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|Title:||The use of sustained low efficiency dialysis (SLED) in massive paracetamol overdose.|
|Authors:||Wong, Anselm;Tong, Roger L K;Ryan, Liam;Crozier, Tim;Graudins, Andis|
|Affiliation:||Monash Toxicology Service, Program of Emergency Medicine, Monash Health, Melbourne, Australia|
Monash Emergency Research Collaboration, School of Clinical Sciences, Faculty of Medicine, Nursing and Health Sciences, Monash University, Melbourne, Australia
Austin Toxicology Service, Austin Health, Heidelberg, Victoria, Australia
Intensive Care Department, Monash Health, Clayton, Australia
|Citation:||Clinical Toxicology 2018; 56(3): 229-231|
|Abstract:||Massive paracetamol ingestion causing mitochondrial dysfunction is uncommon. Use of sustained low-efficiency dialysis (SLED) to improve acidaemia and enhance paracetamol elimination has not been previously described. A 44-year-old male presented to the emergency department 2.5 hours post overdose of 200 g (2.5 g/kg) of paracetamol. Examination revealed a BP 85/60 mmHg, pulse 112 bpm, temperature 33.9 °C and blood glucose of 13.9 mmol/l. Venous blood gas 5.5-hours post-ingestion showed a pH 6.9, pCO2 58 mmHg, HCO3 13 mmol/l and lactate 14 mmol/l. Fifty-grams of nasogastric activated charcoal and double-strength intravenous acetylcysteine were administered. Paracetamol concentration peaked at 4207 µmol/l six hours post-ingestion. SLED was commenced nine-hours post ingestion and acetylcysteine dose was doubled again during dialysis. Paracetamol extraction ratio was 47-52%. Plasma paracetamol clearance was steady throughout SLED (53-58 ml/min). Hepatotoxicity did not develop and the patient recovered. Intermittent hemodialysis (IHD) is more efficient than SLED or continuous renal replacement therapy for enhancing paracetamol elimination and clearance. IHD plasma clearance is reported to range from 36 to 215 ml/min compared with endogenous clearance of 224 ml/70 kg/min. SLED improved acidaemia with only moderate overall increase in paracetamol plasma clearance. Lack of development of hepatotoxicity was likely the result of early administration of acetylcysteine rather than any effect of SLED on paracetamol elimination.|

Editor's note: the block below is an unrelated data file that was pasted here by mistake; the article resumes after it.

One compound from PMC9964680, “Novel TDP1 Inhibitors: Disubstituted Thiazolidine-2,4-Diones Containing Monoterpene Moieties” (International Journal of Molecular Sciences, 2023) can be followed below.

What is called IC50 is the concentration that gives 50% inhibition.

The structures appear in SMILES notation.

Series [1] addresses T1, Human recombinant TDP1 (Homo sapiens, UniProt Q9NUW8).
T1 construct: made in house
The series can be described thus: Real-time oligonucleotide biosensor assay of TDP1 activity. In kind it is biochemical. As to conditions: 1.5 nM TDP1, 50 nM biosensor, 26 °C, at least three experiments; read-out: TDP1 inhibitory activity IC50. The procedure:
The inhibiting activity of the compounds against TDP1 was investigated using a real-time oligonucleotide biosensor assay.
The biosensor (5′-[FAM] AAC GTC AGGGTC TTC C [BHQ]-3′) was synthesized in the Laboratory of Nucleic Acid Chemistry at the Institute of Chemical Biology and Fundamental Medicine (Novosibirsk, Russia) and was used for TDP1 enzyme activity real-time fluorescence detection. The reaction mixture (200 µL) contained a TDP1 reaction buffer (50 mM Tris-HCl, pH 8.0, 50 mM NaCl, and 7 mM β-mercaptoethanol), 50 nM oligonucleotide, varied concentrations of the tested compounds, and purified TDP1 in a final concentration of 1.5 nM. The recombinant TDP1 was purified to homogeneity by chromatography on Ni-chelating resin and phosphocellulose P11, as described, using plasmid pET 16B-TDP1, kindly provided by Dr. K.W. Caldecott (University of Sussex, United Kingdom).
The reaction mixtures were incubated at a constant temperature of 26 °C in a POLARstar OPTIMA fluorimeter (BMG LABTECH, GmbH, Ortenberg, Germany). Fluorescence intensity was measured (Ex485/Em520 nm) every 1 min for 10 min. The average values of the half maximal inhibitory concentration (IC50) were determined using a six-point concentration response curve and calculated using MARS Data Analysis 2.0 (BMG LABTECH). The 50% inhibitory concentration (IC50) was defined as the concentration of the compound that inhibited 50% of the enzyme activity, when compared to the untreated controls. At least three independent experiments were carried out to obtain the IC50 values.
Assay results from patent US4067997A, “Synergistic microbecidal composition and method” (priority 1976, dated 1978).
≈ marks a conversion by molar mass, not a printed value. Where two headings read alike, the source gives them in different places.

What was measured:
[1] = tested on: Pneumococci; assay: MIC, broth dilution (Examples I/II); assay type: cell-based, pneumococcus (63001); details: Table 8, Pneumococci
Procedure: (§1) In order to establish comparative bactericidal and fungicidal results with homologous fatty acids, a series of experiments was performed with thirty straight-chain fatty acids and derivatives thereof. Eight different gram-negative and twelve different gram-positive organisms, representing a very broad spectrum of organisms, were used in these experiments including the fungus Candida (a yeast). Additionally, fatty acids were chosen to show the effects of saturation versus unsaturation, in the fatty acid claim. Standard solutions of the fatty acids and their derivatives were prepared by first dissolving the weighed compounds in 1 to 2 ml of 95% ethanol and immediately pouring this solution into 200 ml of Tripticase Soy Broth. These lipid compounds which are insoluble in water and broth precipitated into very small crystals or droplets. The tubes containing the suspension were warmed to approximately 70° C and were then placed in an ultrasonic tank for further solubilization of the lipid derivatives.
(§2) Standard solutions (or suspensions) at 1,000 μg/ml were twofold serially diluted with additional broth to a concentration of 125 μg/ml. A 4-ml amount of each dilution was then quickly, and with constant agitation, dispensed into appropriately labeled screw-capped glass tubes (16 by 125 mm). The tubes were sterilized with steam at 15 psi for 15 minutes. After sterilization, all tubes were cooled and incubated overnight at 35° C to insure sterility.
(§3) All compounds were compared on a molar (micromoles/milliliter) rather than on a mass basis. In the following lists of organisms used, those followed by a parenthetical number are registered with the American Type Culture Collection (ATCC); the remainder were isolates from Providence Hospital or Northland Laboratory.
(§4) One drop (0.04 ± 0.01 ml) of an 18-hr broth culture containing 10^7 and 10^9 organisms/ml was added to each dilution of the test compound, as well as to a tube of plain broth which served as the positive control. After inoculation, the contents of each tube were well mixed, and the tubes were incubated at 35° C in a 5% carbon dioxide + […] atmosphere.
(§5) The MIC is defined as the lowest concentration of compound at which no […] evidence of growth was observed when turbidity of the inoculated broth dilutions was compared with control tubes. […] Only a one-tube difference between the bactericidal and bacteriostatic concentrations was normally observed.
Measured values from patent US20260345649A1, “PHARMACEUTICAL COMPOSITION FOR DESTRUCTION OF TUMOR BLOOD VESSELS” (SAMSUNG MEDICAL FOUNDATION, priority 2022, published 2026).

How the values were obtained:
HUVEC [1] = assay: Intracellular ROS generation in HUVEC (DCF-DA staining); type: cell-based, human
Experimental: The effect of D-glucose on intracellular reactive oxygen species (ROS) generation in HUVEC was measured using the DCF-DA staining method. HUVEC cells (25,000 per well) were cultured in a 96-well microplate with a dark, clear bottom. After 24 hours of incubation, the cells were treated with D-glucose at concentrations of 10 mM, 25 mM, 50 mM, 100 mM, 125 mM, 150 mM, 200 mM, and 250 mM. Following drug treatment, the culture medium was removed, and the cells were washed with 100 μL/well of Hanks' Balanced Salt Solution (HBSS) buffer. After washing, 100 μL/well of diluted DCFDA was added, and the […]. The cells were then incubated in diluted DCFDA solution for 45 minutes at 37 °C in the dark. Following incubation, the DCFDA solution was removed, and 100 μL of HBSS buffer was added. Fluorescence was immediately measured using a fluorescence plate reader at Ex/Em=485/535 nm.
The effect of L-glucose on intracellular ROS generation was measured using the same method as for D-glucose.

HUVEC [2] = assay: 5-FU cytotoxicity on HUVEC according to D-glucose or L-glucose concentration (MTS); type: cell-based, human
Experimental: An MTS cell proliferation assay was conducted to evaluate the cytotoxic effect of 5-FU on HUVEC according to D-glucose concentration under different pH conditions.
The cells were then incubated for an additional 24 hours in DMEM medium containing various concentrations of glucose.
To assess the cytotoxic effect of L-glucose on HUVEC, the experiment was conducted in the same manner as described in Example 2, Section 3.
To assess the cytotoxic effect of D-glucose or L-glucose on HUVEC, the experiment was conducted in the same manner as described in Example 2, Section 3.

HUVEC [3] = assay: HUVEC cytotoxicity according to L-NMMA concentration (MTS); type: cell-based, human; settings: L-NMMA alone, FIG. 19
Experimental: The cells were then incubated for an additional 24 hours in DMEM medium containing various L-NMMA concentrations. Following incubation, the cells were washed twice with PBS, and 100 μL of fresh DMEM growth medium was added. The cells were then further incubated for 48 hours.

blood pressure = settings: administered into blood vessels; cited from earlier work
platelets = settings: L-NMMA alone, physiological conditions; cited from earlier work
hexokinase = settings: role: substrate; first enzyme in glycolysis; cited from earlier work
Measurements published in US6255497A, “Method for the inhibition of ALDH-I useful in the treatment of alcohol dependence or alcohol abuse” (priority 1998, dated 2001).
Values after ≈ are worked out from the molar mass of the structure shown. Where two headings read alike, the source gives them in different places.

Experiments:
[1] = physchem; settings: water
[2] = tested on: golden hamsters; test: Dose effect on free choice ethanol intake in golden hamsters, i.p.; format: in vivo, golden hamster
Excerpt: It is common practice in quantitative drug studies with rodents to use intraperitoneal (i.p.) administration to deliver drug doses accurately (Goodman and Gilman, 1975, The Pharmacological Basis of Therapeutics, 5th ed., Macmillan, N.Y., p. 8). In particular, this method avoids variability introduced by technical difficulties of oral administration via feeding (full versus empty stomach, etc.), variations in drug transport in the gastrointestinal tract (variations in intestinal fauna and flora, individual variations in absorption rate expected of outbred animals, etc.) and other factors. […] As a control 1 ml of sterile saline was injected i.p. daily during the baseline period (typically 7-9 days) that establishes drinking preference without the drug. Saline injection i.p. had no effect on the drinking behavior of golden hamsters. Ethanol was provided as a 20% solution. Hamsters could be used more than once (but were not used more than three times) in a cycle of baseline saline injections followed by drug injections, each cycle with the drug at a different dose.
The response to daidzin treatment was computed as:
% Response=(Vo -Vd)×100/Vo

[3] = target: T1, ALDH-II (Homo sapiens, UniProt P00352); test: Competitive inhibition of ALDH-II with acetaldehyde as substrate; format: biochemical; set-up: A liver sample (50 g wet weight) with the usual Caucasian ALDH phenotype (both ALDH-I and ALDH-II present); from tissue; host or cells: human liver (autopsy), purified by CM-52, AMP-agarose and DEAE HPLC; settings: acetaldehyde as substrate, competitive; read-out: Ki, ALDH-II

|Appears in Collections:||Journal articles|
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